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OMG, Enough with the “Open Workspaces are Bad” Already!

open-workspace-bad

open-workspace-bad

If I see another article about how open workspaces are bad, I’m going to scream.

It’s a tired old conversation that we long ago laid to rest.

Here’s the deal, from someone who works every day in an open workspace:

No one space works for every person / day / project

What we love about open workspaces is the flexibility. Some days I need a quiet space; some days I need a meeting room; some days I need access to a private phone booth; some days I need space to collaborate; some days I want to be surrounded by chit-chat and coworking fun. The idea is to have access to what we need when we need it. That’s the beauty of flexible workspace.

Putting people near each other does not make them collaborate

There’s this illusion floating around that if you put people in an open space, they’ll magically connect and collaborate. That’s only partially true. There are people in my home coworking space who I’ve seen around for years and never had a single conversation with because that’s just not their thing—they prefer to keep to themselves.

There are other people in the space who I’ve collaborated with dozens of times.

Proximity increases the possibility of social, creative and professional encounters, but it doesn’t make them magically happen. There’s a human element that drives these things. The more you cultivate a spirit of collaboration in your space, the more likely people are to join in, but that has little to do with the space itself.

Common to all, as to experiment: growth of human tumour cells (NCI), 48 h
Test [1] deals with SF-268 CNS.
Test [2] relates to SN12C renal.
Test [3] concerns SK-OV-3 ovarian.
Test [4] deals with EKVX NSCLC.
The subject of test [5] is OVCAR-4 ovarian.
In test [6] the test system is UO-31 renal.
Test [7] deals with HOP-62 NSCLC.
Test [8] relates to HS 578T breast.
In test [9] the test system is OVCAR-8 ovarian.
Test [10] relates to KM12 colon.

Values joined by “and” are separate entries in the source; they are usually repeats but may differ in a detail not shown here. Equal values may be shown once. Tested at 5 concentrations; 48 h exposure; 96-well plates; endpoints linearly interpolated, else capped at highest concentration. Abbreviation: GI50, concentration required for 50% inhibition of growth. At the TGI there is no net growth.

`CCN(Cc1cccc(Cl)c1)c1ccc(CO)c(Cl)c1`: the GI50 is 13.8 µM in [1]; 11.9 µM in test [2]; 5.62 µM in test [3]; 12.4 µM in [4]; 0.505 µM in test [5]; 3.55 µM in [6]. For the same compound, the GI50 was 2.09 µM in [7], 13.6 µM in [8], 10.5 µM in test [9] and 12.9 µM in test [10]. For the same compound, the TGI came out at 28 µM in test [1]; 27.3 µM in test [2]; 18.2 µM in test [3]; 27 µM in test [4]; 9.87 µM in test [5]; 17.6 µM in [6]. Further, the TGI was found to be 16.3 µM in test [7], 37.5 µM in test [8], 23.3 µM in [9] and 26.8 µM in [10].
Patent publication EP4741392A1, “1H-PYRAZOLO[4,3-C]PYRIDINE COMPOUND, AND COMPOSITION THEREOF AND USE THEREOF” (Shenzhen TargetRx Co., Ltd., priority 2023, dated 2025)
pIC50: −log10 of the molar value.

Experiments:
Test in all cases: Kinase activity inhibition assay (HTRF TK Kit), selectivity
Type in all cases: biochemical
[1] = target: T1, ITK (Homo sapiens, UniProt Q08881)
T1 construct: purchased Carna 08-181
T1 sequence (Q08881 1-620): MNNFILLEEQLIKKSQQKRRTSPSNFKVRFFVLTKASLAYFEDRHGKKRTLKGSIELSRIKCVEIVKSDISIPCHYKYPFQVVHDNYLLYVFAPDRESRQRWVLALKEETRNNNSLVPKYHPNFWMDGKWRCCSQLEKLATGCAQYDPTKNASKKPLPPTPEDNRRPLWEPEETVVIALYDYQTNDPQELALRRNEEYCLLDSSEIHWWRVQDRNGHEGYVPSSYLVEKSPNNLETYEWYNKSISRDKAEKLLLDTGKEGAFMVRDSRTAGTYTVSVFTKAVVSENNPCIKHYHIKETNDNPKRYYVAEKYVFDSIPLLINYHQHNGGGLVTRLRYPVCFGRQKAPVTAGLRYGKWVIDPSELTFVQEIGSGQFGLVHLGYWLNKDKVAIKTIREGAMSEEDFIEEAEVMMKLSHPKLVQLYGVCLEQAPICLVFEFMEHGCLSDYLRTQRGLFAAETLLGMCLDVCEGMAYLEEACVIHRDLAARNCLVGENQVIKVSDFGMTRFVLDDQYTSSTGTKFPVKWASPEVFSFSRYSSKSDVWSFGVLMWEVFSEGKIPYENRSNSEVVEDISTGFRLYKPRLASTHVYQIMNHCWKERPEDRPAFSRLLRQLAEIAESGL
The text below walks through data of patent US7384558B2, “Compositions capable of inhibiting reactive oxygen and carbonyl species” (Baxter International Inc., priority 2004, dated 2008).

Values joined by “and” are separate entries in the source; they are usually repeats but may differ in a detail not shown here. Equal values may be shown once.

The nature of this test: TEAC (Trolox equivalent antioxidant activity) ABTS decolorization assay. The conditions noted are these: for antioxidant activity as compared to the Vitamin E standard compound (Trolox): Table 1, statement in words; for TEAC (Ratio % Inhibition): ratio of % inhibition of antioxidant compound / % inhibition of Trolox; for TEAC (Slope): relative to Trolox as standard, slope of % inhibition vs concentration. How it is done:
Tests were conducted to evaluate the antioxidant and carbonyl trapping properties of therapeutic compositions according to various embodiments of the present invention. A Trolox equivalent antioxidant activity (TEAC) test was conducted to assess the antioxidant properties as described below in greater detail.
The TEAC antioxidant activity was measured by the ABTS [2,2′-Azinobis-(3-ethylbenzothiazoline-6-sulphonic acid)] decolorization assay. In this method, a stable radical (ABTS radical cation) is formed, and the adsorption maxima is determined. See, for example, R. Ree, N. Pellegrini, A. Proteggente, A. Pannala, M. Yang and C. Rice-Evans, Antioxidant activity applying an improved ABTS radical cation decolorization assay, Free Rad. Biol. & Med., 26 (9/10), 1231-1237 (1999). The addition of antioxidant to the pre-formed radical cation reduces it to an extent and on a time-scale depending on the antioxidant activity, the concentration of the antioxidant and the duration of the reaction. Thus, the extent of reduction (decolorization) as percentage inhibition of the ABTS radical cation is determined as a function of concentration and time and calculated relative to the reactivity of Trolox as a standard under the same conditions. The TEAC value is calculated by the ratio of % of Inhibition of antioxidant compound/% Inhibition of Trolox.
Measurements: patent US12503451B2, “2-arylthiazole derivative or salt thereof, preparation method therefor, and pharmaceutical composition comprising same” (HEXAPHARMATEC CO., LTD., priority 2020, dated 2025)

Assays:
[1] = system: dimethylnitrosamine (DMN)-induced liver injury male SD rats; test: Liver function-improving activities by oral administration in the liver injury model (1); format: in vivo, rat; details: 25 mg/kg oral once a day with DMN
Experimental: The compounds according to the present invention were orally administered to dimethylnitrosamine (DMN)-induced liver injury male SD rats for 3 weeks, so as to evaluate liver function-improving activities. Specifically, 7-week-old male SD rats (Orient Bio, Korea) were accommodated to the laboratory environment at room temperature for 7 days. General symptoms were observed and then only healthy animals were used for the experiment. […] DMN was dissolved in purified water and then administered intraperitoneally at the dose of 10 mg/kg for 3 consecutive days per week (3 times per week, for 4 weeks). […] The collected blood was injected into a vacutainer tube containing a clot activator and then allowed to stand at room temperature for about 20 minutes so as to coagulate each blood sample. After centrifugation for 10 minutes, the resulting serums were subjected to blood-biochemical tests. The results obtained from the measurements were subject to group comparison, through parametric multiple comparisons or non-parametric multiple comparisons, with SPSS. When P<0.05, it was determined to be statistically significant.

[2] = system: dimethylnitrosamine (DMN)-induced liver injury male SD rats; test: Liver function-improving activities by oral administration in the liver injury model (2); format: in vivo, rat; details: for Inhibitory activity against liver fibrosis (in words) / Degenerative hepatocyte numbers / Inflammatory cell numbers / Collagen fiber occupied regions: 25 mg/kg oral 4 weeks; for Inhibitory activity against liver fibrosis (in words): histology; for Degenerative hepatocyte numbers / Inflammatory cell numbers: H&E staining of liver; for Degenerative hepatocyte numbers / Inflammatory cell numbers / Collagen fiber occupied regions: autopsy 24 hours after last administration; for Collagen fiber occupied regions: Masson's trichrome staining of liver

There are ways to go heads-down, even in an open space

One of the biggest gripes I hear about open workspace is that people can’t get any work done. I can tell you, there are ways to signal that you’re heads-down. One is to put headphones on; another is to work in a quiet area of the space; another is to create a tone of professionalism around yourself so people know you’re there to work…and have fun.

It’s also nice to ask someone if they have a minute before launching into a conversation with them. If they don’t, they’ll tell you, and you can do the same.

Quiet spaces are essential

My home coworking space has an area we call “Library Row.” It’s a no phones, no talking space, and it’s perfect for when you need to disappear completely and dive into a project. People respect the row because we all know it’s a necessary feature.

Productivity is largely personal

I’m wildly more productive in my coworking space than I am at home.

That being said, there are days where I do a lot more socializing than I probably ought to, but…and here’s the real talk: That’s why I’m in a coworking space! Those conversations and jokes and selfies and banter sessions are what make our community the tightly-knit powerhouse it is. And, it’s completely on me if I’m over-socializing and avoiding work.

Open workspace is not inherently good or bad. It’s a way of working and, for a lot of us, it is lightyears better than being holed away at home or in a lonely old office somewhere.

What do you think? Leave a comment or email me. I’d love to hear your thoughts.


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